Grounding myself

hopkiller

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Ok need some more help. By the way you guys have been a great help so far. On monday i am going to buy my parts for my new build. With my order i bought one of those anti-static straps or whatever they are called. What do i attach it to and should i touch something metal just in case. Thanks for the help.
 

blerb

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First of all, just touching something metal does not remove static electricity from you. I, for one, have never had any problems with static, just try not to do your build over carpet. The pin on the anti static strap can be hooked to a bunch of things, for example the screw on electrical outlets, and, after your psu is hooked up, just turn off the rear power, plug it in, and connect the ground connector to your static band.
 

blerb

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That doesn't actually ground you, unless your case is grounded. (Which it is usually not until later in the process.)

 

jaysins

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I'm cheap so I always just ground myself to the case by having my leg or arm against it before I touch and parts. As long as you remain conscience of what your doing and not zone out and run around in your socks and start touching components you should be fine.
 

rockyjohn

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It's best to have direct contact with the household electrical system which really does have a positive ground to the real ground. Therefore I try to build close to an electrical outlet. I go to the fuse box and test the ground to make sure it is working. Then I go to the socket, take off the cover plate, take off my shoe and sock (only necessary on one foot) and stick my toe in the socket. Then I have a positive ground and will not collect any static.
 

rgsaunders

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Although being at ground potential is ideal when doing this type of work, the primary goal is to be at the same electrical potential as whatever you are working on. Therefore, touching the bare metal on the case is normally sufficient to put your body at the same potential as the case and therefore avoid static discharges. Avoid touching edge connectors on circuit cards with your bare hands, skin oils on contacts are not conducive to good electrical connections.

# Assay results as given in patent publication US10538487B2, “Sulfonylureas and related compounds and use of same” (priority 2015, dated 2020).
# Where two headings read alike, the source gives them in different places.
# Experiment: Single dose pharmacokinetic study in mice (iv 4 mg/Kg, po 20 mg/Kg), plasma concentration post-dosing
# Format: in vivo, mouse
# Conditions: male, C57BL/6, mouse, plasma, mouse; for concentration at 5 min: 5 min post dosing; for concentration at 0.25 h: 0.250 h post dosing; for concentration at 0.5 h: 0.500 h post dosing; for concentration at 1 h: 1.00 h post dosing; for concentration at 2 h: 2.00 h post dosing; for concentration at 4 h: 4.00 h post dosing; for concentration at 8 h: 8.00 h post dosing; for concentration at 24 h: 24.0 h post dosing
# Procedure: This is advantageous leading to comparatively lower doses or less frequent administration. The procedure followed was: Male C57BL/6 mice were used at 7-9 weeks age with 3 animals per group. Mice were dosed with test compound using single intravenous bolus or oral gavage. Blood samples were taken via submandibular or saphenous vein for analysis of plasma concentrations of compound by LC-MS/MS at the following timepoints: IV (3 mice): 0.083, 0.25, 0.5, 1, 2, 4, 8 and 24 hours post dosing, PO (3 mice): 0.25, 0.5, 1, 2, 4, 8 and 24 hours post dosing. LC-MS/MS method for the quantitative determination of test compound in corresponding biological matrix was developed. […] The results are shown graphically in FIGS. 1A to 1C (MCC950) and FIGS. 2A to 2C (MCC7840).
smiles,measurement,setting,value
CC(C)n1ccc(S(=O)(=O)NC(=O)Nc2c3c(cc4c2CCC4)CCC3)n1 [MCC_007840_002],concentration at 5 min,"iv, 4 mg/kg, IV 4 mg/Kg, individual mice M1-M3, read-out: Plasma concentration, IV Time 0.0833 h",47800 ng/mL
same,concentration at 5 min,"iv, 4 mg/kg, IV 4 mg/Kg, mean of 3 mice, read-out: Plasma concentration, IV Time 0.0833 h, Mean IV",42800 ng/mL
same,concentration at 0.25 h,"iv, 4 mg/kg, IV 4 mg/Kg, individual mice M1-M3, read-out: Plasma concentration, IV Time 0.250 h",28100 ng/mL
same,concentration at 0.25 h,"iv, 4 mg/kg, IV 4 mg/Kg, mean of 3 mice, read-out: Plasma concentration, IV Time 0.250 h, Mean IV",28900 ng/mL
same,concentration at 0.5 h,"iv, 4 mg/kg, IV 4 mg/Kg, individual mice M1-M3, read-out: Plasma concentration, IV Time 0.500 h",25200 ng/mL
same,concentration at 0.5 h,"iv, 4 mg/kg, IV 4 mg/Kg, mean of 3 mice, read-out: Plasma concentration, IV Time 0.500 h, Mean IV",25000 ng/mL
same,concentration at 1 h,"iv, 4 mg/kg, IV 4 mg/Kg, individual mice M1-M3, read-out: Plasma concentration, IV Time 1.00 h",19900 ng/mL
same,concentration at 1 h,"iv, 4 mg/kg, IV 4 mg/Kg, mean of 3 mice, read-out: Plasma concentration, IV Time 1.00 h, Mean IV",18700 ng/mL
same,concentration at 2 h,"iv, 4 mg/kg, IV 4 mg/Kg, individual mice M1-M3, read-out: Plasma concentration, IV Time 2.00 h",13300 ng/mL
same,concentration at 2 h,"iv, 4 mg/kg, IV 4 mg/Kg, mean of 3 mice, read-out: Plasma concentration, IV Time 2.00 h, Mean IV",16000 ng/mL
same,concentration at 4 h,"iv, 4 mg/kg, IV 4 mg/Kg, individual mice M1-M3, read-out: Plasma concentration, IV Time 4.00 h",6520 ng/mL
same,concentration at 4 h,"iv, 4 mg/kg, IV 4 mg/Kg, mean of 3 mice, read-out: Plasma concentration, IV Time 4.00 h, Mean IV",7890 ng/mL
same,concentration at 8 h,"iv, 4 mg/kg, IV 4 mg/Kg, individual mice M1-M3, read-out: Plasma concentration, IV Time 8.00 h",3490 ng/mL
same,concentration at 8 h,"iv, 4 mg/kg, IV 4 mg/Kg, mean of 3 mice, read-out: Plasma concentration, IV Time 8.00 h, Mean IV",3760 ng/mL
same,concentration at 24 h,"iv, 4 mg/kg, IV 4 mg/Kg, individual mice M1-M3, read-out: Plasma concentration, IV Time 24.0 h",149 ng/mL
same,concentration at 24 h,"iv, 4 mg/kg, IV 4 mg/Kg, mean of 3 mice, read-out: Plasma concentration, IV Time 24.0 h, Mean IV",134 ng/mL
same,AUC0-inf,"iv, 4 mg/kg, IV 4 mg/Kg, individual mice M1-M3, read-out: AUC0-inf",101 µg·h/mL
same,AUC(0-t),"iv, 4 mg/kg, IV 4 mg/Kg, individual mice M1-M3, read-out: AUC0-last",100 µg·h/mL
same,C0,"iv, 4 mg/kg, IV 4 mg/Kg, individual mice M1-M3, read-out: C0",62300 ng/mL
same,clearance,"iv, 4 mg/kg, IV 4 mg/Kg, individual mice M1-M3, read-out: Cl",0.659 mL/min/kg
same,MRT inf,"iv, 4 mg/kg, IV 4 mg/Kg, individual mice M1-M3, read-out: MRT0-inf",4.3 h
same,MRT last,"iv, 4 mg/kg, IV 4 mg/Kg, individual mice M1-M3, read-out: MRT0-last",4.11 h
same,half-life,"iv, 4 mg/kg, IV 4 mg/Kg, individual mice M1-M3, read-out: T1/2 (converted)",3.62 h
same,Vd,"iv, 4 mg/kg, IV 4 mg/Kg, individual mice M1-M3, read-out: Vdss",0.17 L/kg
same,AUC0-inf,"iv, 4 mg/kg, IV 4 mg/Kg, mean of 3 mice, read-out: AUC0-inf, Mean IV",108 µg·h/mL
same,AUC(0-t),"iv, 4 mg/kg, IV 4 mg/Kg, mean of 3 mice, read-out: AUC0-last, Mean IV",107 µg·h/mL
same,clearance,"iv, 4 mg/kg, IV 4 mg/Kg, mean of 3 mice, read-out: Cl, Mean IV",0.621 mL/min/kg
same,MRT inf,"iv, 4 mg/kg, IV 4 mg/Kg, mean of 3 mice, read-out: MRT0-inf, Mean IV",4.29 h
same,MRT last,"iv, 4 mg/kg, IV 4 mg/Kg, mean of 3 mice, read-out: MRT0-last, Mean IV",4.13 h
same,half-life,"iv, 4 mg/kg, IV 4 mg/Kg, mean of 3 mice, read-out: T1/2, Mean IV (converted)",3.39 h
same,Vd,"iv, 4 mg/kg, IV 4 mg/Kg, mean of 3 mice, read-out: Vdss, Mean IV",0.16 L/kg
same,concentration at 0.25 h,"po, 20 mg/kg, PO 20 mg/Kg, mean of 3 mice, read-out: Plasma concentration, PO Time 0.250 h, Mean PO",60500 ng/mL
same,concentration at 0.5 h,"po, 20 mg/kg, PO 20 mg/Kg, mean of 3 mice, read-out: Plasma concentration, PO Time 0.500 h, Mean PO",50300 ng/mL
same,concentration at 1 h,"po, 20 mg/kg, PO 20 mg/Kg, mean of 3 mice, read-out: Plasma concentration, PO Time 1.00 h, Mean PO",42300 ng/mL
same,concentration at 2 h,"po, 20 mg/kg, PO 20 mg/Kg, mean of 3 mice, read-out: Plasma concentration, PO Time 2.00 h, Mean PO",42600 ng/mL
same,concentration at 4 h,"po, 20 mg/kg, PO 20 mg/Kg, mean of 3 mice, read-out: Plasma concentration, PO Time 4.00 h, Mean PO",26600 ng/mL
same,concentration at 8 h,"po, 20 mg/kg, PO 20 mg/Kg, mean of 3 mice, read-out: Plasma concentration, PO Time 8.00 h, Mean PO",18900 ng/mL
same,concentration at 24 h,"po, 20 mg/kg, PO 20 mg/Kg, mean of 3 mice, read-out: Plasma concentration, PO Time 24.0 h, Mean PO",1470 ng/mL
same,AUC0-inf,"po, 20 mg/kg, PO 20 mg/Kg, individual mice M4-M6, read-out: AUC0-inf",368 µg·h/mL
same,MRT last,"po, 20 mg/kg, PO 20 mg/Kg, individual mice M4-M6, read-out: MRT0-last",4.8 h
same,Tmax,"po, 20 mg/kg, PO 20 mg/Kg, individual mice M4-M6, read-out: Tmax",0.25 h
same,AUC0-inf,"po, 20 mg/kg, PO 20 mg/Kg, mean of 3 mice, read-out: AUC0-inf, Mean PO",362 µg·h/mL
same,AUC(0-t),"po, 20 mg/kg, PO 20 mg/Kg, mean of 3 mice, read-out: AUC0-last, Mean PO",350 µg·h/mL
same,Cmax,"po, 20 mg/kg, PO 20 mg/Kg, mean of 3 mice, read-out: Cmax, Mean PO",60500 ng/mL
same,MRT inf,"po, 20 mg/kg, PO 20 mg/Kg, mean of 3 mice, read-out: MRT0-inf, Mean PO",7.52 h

bc4

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why not just lick the socket to test it? :whistle:
 

sirrell

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Aslong as your not wearing much woolen or nylon clothing and have rubber soled shoes, and carefully handle ur parts, and touch the case, avoiding/resisting the urge to poke at components, static shouldn't be a problem.
Those anti Static straps are a gimick, while they might actually work they are definately not needed, i have built, repaired and played with thousands of computers since 1996 and never have I statically charged a compenent inside the computer.
 

rockyjohn

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Yes - wood is a good insulator - as long as it does not have natural oils or synthetic cleaning products applied that might put a light film on component connections or bare computer board surfaces. You also need to make sure that component sides and edges don't damage the wood surface.
 

Proximon

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In the summer, on a hardware floor, not wearing any wool or nylon, in a room with no air conditioning, in bare feet, you probably would not have the positive charge to do any damage.... did I mention the cat and clothes fresh from the dryer?
 

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